Fresh-cut melon products have been recalled after 60 people got Salmonella from the products, according to the CDC.
Photo: The Centers for Disease Control and Prevention
Photo: The Centers for Disease Control and Prevention

Georgia among several states affected by salmonella outbreak tied to melons

At least 60 people have been sickened with salmonella across several states, including Georgia, because of fresh-cut melon products, the Centers for Disease Control and Prevention said in a news release

Caito Foods LLC recalled its fresh cut watermelon, honeydew melon, cantaloupe and fruit medley products produced in its Indianapolis facility on Friday, the release said.


No deaths have been reported, but 31 people have been hospitalized, the release said.

RELATED: Salmonella outbreak in Newton County allegedly caused by 1 caterer

The recalled products were distributed to Georgia, Illinois, Indiana, Kentucky, Michigan, Missouri, North Carolina and Ohio, the release said.

The products were sold in clear, plastic clamshell containers at Costco, Trader Joe’s, Walgreens, Walmart and Whole Foods/Amazon among other places, according to the release from the Atlanta-based CDC.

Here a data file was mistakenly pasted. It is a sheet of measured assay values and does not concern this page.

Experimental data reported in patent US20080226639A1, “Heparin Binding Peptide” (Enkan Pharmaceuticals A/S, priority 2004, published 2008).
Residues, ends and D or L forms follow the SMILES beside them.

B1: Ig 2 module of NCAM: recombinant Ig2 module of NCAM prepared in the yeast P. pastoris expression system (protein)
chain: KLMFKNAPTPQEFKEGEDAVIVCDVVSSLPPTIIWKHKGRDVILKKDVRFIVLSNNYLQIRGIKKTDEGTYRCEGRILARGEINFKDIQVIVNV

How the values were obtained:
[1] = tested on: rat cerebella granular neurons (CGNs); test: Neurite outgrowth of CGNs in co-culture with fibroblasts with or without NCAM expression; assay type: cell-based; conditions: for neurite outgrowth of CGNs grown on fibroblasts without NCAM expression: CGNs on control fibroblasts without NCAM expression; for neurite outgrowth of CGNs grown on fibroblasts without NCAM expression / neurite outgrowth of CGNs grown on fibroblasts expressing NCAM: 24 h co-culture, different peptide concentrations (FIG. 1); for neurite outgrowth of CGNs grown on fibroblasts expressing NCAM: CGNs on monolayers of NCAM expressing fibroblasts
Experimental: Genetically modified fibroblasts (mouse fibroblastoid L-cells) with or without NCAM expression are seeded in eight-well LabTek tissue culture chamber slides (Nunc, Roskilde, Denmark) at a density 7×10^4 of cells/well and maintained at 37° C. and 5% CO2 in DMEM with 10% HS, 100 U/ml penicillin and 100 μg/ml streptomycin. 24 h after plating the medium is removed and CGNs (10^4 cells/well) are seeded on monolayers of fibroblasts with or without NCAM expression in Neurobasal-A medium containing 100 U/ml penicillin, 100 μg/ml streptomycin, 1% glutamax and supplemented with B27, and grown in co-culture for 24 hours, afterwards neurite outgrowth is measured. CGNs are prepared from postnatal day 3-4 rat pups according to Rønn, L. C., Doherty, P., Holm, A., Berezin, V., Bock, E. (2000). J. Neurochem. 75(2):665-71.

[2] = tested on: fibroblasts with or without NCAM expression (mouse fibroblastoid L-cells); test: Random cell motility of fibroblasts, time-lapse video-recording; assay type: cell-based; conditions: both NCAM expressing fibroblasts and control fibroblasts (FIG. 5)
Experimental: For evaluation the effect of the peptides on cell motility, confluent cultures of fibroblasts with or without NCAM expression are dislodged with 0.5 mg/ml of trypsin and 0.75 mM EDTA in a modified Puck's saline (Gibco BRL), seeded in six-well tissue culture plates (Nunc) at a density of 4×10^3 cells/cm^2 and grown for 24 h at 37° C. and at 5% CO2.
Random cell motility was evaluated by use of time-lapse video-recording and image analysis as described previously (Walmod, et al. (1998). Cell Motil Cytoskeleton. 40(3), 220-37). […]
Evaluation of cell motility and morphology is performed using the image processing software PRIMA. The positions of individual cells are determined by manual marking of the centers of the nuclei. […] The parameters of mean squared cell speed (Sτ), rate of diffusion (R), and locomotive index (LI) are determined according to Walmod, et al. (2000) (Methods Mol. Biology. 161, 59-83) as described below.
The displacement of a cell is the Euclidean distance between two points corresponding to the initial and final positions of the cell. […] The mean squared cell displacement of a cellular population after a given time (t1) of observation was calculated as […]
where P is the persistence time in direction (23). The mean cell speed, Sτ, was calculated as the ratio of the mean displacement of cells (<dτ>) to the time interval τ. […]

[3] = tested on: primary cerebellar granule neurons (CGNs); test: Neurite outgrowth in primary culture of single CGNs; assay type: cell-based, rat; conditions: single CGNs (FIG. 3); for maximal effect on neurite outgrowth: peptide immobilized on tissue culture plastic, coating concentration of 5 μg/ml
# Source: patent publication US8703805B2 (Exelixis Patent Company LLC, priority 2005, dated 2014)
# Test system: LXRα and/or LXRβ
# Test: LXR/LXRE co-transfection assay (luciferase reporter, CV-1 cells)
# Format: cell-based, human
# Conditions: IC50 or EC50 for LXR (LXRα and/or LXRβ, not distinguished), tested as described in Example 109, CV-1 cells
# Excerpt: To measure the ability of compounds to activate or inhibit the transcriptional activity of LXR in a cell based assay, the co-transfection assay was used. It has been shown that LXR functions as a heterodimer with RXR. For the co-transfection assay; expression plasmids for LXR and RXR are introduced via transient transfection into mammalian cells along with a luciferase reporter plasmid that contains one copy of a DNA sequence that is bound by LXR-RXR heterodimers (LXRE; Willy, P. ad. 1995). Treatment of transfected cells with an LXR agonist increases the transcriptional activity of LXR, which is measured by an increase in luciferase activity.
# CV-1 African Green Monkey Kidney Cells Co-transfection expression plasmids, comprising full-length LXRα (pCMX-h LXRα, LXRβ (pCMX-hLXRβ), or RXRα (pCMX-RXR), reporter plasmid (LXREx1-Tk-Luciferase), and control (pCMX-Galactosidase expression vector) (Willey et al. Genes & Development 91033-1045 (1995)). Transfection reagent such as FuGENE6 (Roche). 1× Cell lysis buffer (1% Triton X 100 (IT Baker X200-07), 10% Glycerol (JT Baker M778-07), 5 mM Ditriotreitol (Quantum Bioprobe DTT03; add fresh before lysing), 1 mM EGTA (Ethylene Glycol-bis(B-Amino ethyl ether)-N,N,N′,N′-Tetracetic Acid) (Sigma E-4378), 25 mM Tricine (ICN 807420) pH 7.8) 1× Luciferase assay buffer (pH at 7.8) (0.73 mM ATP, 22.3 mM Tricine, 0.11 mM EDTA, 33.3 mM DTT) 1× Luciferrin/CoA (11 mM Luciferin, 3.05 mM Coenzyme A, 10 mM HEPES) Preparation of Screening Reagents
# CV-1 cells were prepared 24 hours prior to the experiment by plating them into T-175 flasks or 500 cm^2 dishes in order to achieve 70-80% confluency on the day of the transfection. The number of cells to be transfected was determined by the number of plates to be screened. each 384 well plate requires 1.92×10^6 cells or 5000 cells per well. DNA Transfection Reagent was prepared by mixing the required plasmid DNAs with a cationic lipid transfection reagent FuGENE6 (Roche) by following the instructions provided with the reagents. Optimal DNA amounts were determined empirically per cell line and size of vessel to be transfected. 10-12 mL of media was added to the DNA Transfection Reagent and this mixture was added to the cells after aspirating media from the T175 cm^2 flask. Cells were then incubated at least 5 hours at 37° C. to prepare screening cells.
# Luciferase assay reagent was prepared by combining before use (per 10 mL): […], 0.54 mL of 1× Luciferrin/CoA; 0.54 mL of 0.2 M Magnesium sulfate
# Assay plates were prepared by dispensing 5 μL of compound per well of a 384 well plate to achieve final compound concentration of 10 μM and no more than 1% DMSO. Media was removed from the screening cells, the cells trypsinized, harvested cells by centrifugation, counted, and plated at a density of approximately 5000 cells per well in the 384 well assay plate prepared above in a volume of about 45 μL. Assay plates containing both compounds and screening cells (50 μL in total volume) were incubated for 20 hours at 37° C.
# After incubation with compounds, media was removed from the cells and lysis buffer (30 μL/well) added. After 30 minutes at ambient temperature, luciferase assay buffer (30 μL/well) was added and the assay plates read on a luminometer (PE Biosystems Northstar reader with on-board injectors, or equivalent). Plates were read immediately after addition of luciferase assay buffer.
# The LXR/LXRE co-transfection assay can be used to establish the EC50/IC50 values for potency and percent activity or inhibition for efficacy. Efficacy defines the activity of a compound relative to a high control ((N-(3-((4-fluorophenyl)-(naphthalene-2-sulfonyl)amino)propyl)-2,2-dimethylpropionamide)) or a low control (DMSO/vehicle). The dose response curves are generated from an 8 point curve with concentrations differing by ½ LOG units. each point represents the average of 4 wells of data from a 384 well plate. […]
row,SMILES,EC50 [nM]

The CDC release also mentioned Kroger as being affected by the recall, but a Kroger  spokesman sent a statement to Channel 2 Action News that said Kroger stores in Georgia are not affected.

“The pre-cut melon and melon in pre-cut fruit salads sold in Kroger’s Georgia stores are sourced from a different supplier,” says Felix Turner, corporate affairs manager for Kroger’s Atlanta Division. “However, if a Kroger customer has any concerns about pre-cut melon and/or pre-made fruit salads purchased at a Kroger store, they may return it to the store for a full refund.”

The CDC advised throwing away any fresh-cut melon products from Caito Foods, from these retailers or if you can’t remember where it was purchased.

An investigation is being conducted to see if these products went to additional stores or states.

In other news:

Newton County officials are now trying to figure out where the bacteria came from.

Support real journalism. Support local journalism. Subscribe to The Atlanta Journal-Constitution today. See offers.

Your subscription to the Atlanta Journal-Constitution funds in-depth reporting and investigations that keep you informed. Thank you for supporting real journalism.